Of course, there is little that we, as the theatre-going community can do to get companies to bolster their marketing budgets and reconsider their ticket prices if things aren’t going so well for them – though a customer is more likely to take a gamble on a lesser priced top ticket for a show they hadn’t previously considered seeing if they can’t see their first choice show, surely?! However, with shops such as Dress Circle on the brink of closing, I think that it’s rapidly becoming evident that those of us who actively interested in the West End, in whatever way, and around the country, need to somehow be doing a little bit more to try to support the West End (and regional theatre!), which ultimately, and in the grand scheme of things, is also huge revenue boost to the UK economy (don’t even get me started on the recognition and tax breaks I think we should be getting…!!).
One thing that I am definitely not saying is that we currently don’t do anything at all – I know we regulars all try really hard to do our bit, and some people absolutely go the extra mile in this realm. I also know many people who work tirelessly in the West End, and my heart goes out to anyone who in the last few weeks has perhaps found out after everyone else that they no longer have a job anymore… often with a very short closing notice!
I, for one, would love to hear what I myself can do, as someone who works in the West End, and who reviews a fair number of shows (I’ve always liked the possibility that my reviews may help people decide upon buying a ticket for these shows, and if even one person has done so after reading, I would be thrilled, though I mainly write for pleasure, without any agenda). To that end, if anyone has some suggestions, I would love to hear from you – I’d really like to get even more involved in our West End community if possible, and I am definitely not afraid to get hands on! 🙂
For those people who are wondering why I’ve held CATS up as a musical that I’d really like to see, it’s simple – let’s get another ready-made, well established, West End stalwart back on the scene, so that we can have a production that we know will stick around, and which is a great show for all the family. Currently, and having looked at what was available for Kids Week, you can’t help but notice that much of it isn’t really all that suited for kids! Not only that, but the job creation would be massive for the West End, as this show requires a lot of manpower in terms of cast and creatives! CATS was the musical that started it all of for me, and is a great show for anyone to get into and get behind, in my opinion. Wouldn’t it be great to have all those legendary costumes back, the fantastic make up and the high campery of it all?! It’s a show that visually sells itself! It is, in my opinion, a show that would sell really well, and is another show that families, perhaps disappointed not to get into other high selling family shows, would certainly book themselves in for as an alternate, I feel. Tourists would certainly love it, and as would several theatre regulars/enthusiasts I’m sure!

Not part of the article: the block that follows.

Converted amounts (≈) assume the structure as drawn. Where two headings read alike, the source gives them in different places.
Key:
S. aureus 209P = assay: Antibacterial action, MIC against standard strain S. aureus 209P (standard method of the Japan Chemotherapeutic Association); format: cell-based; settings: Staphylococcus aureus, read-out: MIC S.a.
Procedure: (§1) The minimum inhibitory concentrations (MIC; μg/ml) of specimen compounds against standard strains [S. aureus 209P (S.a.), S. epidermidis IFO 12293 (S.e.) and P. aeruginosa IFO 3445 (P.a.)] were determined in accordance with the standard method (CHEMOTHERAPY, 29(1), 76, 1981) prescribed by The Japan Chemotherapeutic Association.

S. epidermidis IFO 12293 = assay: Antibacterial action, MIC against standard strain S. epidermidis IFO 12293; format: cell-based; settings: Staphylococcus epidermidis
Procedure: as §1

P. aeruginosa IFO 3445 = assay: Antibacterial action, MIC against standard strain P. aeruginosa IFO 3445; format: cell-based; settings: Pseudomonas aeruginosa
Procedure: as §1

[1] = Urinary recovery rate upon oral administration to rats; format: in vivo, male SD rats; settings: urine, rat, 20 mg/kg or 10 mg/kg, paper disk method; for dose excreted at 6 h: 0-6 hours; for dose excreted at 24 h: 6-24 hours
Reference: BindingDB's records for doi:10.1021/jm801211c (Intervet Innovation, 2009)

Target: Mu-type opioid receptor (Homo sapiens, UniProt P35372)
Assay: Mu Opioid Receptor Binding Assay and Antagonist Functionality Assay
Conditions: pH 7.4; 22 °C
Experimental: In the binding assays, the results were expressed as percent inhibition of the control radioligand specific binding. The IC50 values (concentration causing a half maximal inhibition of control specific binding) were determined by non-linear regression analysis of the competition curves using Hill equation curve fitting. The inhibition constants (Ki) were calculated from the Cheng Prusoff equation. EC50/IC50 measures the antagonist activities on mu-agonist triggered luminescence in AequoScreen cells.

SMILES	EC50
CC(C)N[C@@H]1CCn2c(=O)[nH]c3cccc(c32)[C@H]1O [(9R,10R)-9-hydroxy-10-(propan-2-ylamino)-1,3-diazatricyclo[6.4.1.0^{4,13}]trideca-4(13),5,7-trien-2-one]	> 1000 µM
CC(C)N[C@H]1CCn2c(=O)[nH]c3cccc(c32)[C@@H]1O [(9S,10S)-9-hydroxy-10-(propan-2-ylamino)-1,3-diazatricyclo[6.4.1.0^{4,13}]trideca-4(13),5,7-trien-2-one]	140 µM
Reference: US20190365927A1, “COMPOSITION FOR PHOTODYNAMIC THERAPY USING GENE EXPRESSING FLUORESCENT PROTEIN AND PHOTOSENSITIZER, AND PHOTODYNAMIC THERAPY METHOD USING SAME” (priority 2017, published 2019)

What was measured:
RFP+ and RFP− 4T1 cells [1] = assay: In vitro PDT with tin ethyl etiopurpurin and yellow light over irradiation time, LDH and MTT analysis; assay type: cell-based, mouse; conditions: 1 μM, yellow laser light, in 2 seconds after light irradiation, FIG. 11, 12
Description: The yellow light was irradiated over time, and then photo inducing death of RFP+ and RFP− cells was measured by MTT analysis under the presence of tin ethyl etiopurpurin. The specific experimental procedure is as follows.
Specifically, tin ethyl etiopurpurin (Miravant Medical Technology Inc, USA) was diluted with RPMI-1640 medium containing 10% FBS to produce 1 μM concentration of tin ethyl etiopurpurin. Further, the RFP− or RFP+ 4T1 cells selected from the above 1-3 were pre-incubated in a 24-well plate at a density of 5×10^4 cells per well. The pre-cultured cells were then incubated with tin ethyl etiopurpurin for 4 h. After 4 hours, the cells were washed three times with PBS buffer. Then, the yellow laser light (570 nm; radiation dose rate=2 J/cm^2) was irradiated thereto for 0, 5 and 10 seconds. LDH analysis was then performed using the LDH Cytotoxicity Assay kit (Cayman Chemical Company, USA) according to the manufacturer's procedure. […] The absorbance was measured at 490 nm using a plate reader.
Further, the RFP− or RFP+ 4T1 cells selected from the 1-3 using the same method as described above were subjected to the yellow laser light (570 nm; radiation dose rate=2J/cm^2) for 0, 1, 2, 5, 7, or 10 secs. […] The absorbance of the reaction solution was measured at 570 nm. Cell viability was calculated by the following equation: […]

These are just my personal thoughts, and I hasten to stress that, however the current rate of closures in the West End, and therefore, the high turnover of shows, is something that currently concerns me – the West End as a brand is very valuable, and is, frankly, one of the main draws/reasons I moved down to London, as, I suspect, that it was for many others. To see people becoming unemployed so frequently, and after they’ve worked so hard, and invested a lot of money, something scarce to come by these days, is frankly heartbreaking!
Of course, it’s not all doom and gloom at the moment, with some recent openings, such as Ghost The Musical and Betty Blue Eyes managing to generate a real buzz around town when they opened, and the effects of them being able to do so were very noticeable, I thought. It would be great if each opening, which often represents hundreds of thousands of pounds of direct investment into our community, were able to generate a similar amount of hype and enthusiasm, which ultimately proves infectious and motivational!
Demand is still definitely very much out there, and as strong as ever, and so if somehow the industry can capitalise on it as much as it can (perhaps with more all-star casting, as a quick and easy solution to create a sense of event and spectacle, such as was recently done with the ever-popular Les Misérables), I think that the West End would shore up considerably and become much more well-rounded.
Let’s rally ourselves and perhaps see if we can do something about it, before we have to send it all up, up up, up to the Heaviside Layer! 😛
Oh, and if CATS is coming back, I’d like to put myself forward for either Skimbleshanks, the Rum Tum Tugger, Jennyanydots… or Grizabella!! Hehe!